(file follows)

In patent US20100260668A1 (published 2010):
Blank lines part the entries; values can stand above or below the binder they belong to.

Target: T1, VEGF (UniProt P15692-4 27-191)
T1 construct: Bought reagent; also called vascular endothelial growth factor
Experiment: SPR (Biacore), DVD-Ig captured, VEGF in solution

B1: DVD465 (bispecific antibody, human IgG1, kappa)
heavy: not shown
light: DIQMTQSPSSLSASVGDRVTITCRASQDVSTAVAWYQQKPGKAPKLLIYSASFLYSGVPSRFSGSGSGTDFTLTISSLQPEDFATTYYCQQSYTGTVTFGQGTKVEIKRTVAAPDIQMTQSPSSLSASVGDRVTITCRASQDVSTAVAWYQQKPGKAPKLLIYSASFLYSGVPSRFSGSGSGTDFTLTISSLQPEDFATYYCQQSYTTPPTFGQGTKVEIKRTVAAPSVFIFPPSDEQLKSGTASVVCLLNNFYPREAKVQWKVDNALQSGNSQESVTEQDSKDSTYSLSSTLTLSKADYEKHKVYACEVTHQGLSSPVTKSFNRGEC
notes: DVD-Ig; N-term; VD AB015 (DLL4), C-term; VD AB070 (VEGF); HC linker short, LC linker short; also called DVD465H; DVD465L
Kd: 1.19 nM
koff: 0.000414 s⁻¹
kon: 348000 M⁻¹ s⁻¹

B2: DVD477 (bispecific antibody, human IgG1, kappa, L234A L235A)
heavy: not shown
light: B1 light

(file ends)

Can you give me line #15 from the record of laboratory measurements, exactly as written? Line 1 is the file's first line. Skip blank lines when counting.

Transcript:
light: B1 light